By Richard Louv
Starlight is a good source of Vitamin N. A few years ago, Madhu Narayan, a Girl Scout leader in San Diego, told me a story about a girl who saw the universe.
“In my first counseling job, with another organization, I took children with AIDS to the mountains who had never been out of their urban neighborhoods. One night, a nine-year-old woke me up. She had to go to the bathroom,” said Narayan, as I quoted her in The Nature Principle.
“We stepped outside the tent and she looked up. She gasped and grabbed my leg. She had never seen the stars before. That night, I saw the power of nature on a child. She was a changed person. From that moment on, she saw everything, even the camouflaged lizard that everyone else skipped by. She used her senses. She was awake.”
Madhu’s story illustrates two issues: One is how important seeing the stars can be to a child’s perception of her or his personal universe, as well as the one beyond the Earth. The other issue is that such an experience is increasingly rare. In the journal Environmental Health Perspectives researcher Ron Chepesiuk reports,
“When a 1994 earthquake knocked out the power in Los Angeles, many anxious residents called local emergency centers to report seeing a strange ‘giant, silvery cloud’ in the dark sky. What they were really seeing — for the first time — was the Milky Way, long obliterated by the urban sky glow.”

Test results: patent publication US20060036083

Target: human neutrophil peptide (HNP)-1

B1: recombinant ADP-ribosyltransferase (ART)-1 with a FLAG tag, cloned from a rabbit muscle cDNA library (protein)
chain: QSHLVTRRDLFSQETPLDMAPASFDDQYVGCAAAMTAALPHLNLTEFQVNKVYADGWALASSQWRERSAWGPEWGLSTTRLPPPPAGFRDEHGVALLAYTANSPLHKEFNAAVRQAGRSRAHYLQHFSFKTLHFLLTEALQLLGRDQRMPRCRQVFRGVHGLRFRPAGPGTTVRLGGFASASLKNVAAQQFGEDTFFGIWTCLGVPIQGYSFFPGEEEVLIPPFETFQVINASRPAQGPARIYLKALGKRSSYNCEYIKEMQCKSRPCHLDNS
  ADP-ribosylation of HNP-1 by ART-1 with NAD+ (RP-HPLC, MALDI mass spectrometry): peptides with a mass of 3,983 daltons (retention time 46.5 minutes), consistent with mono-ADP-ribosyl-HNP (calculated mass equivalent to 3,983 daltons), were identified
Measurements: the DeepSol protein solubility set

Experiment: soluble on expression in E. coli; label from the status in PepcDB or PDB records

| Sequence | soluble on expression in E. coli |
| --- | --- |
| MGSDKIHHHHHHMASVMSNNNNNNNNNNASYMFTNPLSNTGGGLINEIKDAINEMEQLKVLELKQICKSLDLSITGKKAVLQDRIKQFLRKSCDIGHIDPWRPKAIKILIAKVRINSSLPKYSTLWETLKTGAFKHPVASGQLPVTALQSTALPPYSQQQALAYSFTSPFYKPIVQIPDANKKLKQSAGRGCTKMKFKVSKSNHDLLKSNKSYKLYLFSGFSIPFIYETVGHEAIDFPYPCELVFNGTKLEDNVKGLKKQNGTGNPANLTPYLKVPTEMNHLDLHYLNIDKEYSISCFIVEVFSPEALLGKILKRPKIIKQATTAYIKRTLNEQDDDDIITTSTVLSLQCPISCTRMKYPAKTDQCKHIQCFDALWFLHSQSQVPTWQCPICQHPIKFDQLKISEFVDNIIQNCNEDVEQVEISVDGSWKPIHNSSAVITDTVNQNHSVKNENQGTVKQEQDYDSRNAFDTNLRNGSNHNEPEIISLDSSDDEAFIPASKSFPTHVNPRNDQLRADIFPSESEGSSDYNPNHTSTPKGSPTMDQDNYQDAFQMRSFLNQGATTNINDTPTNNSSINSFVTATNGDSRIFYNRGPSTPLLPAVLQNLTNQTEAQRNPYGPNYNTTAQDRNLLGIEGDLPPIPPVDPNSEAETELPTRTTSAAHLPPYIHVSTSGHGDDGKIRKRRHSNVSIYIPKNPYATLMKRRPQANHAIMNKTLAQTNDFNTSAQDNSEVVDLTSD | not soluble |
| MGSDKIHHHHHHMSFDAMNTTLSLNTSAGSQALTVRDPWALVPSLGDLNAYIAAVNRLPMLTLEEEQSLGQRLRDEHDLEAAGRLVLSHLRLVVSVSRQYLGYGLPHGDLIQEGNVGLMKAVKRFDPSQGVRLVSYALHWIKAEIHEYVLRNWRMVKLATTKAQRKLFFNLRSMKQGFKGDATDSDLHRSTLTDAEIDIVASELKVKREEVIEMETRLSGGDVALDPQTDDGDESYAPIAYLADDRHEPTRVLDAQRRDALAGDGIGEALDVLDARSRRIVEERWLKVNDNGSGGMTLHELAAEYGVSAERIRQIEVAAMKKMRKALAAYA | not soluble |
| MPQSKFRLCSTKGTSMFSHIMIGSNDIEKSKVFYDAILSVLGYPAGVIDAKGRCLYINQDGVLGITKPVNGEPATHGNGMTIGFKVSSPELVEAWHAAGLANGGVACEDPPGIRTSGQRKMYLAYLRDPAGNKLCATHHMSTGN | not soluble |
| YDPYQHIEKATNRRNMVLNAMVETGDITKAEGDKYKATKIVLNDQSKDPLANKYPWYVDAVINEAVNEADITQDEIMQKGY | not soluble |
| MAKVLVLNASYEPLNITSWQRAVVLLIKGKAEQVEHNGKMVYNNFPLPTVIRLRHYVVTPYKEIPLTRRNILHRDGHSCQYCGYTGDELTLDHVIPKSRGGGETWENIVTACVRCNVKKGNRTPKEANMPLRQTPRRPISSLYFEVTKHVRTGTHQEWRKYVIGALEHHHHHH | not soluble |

These days, for children and adults, sky blindness is common. Sure, we can download one of those stargazing apps and point our smartphones at the sky to “see” what’s up there. But somehow that’s, well, not the same experience.
Apps aside, two-thirds of the U.S. population and more than one-half of the European population may have already lost the ability to see the Milky Way with the naked eye. When air pollution and urban domes of artificial light obscure our view of the night sky, our mental and physical health pay a price. Stars or no stars, natural darkness has value; our biological clocks count on it. Researchers in Israel have linked the amount of artificial nighttime light to higher rates of breast cancer.
Although some cities now require low-pressure sodium streetlights and other light pollution controls, regulation alone won’t cure sky blindness, in daytime or night. What we need most is a perception of value.
Ultimately, our relation to the sky is not only about health (and we do need more research on that front), but also about wonder. Trevor Hancock, a professor at the University of Victoria’s School of Public Health and Social Policy, asks this question: “If we can’t see the stars, how will we know our place in the universe?”